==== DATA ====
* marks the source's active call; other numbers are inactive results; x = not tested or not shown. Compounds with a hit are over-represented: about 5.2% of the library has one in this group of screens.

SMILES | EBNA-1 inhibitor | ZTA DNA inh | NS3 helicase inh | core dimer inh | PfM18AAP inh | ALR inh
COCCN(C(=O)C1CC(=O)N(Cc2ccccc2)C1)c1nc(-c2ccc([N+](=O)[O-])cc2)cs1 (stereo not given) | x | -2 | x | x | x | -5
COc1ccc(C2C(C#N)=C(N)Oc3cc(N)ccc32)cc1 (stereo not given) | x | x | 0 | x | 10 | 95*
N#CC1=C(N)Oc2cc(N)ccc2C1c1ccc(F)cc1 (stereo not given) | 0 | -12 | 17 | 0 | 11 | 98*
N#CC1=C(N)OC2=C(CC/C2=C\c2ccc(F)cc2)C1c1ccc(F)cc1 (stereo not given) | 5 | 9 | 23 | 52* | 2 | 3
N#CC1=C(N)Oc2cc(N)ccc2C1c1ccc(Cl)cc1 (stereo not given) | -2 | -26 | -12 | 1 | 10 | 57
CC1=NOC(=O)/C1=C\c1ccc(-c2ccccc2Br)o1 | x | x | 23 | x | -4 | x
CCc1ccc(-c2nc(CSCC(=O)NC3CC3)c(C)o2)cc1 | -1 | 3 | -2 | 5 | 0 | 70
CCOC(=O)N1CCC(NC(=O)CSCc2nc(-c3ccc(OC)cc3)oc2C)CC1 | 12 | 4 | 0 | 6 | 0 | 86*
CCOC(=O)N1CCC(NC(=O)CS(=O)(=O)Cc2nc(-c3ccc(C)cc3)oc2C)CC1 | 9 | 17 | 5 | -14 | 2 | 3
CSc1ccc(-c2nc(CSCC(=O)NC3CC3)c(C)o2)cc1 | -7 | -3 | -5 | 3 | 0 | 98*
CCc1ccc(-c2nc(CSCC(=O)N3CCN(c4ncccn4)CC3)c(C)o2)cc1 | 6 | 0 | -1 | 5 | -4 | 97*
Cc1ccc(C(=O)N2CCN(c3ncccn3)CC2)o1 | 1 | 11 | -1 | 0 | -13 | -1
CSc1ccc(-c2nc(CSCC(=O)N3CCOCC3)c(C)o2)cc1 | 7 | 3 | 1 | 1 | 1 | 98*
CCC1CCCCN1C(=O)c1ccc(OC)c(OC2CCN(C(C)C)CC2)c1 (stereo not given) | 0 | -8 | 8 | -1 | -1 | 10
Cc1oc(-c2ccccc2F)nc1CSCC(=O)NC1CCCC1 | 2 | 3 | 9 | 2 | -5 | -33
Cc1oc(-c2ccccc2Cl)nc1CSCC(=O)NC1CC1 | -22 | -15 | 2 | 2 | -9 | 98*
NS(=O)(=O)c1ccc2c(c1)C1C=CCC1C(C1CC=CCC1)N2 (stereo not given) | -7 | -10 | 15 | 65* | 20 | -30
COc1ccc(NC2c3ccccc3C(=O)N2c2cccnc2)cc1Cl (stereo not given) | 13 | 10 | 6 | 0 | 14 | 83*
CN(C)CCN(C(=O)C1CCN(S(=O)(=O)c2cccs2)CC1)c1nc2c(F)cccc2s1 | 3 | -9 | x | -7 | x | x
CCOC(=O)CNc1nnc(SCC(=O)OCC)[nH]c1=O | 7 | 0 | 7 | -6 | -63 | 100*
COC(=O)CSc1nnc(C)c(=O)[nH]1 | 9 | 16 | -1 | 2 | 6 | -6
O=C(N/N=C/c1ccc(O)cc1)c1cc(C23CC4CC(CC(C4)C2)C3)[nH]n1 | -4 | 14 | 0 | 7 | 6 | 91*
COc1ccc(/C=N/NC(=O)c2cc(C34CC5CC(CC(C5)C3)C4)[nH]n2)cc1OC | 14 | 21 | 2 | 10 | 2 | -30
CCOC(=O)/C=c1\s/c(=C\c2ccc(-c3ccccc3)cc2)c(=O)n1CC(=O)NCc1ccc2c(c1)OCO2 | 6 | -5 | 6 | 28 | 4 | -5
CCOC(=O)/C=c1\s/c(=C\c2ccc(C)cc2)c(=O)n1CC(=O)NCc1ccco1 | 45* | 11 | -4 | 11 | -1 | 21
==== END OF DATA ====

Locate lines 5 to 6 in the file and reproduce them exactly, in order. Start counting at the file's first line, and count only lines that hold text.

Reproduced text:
N#CC1=C(N)Oc2cc(N)ccc2C1c1ccc(F)cc1 (stereo not given) | 0 | -12 | 17 | 0 | 11 | 98*
N#CC1=C(N)OC2=C(CC/C2=C\c2ccc(F)cc2)C1c1ccc(F)cc1 (stereo not given) | 5 | 9 | 23 | 52* | 2 | 3